Saturday, February 9, 2013

Best spinner for catching northern pike

 If there was one spinner I had to pick as the all-time best spinner for northern pike, it would be the No. 5 Mepps.

This lure has caught more pike and more big pike at our camp on Red Lake, Ontario, than any other.

It also has large hooks, an important feature when a mouth the size of an alligator comes clamping down on it.

If the No. 5 Mepps isn't working then use the No. 4 Mepps. Everything is exactly the same except the No. 4 is lighter, weighing just 1/3 ounce compared to 1/2 ounce for the No. 5. The hooks on the No. 4 are still large enough to handle most pike.

There are probably a dozen colour combinations for these spinners. My favourite is the red-and-white striped blade model shown at the top.

You can see all the colours and tail combinations nicely on the Mepps website:

All of the colours work at various times and conditions. For instance, one colour might work in calm, sunny conditions and another in windy, cloudy water.

All of these spinners come with either dressed, that is squirrel tail, treble hooks or plain hooks. The plain hooks seem to work just fine and I believe are cheaper than the dressed models. However, there is one advantage to the dressed spinners; the hair soaks up water and gives the lure more weight when casting. This can be important if using a bait-casting reel. Spinning reels, however, can cast the lighter spinners just fine.

Usually the squirrel tail gets pretty ragged looking after a dozen pike. This seems a turn-on for the fish; however. Perhaps it indicates wounded prey.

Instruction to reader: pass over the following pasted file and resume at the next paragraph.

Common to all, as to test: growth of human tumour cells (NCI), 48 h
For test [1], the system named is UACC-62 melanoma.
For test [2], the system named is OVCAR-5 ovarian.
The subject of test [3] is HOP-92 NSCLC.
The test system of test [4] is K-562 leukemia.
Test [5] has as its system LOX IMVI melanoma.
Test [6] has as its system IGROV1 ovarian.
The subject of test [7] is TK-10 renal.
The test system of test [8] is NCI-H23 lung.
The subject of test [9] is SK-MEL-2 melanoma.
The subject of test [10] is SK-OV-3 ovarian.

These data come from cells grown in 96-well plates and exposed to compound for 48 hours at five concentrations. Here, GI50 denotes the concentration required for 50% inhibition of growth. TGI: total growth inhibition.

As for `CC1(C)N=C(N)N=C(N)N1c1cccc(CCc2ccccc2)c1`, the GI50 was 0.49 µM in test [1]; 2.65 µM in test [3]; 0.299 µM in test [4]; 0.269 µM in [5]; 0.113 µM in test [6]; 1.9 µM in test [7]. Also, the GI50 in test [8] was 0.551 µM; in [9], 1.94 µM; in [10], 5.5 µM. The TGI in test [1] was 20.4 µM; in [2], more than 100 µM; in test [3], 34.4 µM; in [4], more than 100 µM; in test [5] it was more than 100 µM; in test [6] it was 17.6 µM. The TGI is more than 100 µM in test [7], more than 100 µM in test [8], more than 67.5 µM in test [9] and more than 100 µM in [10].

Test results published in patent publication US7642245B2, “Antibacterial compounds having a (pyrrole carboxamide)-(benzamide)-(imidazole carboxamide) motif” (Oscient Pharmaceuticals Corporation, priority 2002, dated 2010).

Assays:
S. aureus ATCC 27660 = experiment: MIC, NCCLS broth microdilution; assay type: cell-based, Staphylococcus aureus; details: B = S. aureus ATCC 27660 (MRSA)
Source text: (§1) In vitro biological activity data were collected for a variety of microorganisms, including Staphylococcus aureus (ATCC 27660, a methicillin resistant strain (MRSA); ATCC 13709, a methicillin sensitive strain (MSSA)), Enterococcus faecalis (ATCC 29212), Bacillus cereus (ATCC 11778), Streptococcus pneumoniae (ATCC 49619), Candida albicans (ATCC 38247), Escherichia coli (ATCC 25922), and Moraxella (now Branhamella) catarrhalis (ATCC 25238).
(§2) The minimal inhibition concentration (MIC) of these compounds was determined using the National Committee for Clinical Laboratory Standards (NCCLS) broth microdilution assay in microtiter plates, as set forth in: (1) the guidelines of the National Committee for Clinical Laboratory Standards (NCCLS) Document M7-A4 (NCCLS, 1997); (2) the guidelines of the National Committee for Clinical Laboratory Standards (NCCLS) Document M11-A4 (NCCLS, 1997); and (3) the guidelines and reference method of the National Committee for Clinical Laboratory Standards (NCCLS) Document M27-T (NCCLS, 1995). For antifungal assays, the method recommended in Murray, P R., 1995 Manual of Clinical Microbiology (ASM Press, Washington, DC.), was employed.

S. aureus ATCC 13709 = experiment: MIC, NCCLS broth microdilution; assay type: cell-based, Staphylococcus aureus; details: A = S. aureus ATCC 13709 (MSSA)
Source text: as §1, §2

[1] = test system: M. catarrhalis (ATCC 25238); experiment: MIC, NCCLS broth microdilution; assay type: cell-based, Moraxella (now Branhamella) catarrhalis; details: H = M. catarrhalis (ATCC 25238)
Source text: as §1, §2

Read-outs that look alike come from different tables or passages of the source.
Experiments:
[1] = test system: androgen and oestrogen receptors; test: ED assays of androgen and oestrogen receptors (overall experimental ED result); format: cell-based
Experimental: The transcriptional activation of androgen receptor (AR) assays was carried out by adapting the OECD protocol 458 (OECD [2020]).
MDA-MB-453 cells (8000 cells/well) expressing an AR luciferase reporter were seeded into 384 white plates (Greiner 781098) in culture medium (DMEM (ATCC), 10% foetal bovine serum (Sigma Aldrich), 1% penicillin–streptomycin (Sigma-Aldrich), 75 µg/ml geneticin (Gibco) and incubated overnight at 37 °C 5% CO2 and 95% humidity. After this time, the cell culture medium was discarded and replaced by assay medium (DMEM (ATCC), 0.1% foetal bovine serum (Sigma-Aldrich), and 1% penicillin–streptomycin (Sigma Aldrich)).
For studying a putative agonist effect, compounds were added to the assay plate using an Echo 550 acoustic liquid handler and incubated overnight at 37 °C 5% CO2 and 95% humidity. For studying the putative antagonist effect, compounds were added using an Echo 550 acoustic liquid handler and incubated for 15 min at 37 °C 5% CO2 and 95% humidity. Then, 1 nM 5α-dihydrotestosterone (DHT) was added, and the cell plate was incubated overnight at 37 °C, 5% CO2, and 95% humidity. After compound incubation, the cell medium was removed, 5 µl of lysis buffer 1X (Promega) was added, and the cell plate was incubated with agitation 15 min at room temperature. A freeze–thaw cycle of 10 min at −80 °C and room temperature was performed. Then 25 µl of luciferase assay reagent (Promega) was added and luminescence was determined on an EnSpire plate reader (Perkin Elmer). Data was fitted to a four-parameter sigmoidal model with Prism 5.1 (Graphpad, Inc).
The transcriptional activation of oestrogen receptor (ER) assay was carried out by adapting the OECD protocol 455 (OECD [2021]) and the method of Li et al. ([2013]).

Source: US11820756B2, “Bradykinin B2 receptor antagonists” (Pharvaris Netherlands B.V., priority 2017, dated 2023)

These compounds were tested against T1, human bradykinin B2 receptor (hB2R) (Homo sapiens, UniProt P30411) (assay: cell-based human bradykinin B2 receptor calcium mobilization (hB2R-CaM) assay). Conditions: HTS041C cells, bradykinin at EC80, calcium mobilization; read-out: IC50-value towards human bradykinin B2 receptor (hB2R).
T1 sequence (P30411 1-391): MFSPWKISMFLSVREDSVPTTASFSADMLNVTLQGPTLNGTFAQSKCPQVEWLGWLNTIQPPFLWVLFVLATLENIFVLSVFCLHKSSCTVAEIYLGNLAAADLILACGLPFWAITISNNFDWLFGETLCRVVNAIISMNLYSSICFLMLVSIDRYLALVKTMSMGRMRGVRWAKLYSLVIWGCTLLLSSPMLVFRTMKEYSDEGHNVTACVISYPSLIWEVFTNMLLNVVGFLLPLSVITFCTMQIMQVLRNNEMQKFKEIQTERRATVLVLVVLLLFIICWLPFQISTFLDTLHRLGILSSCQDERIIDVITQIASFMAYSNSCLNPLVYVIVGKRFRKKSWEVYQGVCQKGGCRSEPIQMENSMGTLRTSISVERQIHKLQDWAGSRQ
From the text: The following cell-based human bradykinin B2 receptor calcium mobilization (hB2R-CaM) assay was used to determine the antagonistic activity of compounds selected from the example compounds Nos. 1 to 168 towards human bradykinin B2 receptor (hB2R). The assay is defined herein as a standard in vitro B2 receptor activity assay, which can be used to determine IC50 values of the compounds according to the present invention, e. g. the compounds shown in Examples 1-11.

Incidentally, the No. 5 Mepps holds the record for the most northern pike caught over 40 inches in one week. We had two men in September who caught and released 16 pike over 40 inches in a single week, a phenomenal achievement. Just about all of those were caught on the No. 5.

The key for any spinner to work is that its spinner must spin easily. This lets you reel quickly when the lure is cast close to shore and then slow down the retrieve to allow the lure to run near the bottom on its way back to the boat. In mid-summer you will also catch a lot of walleyes fishing this way.
I have seen minnows or bits of worm added to the hook when purposely fishing for walleye. This adds to the attraction for finicky walleye. It is totally unneeded, however, when northern pike fishing.

Always use a steel leader when casting for northern pike. Pick a leader weight similar to your line strength. Too often we end up using heavy-duty steel leaders that inhibit the action of our lures just because they are the only leaders we can find at the tackle store.

You can make your own leaders to get around this problem. I like the Knot2Kinky nickle-titanium wire. You simply tie this to your snap swivel on one end and your swivel on the other. See this blog posting for more information on the knot.

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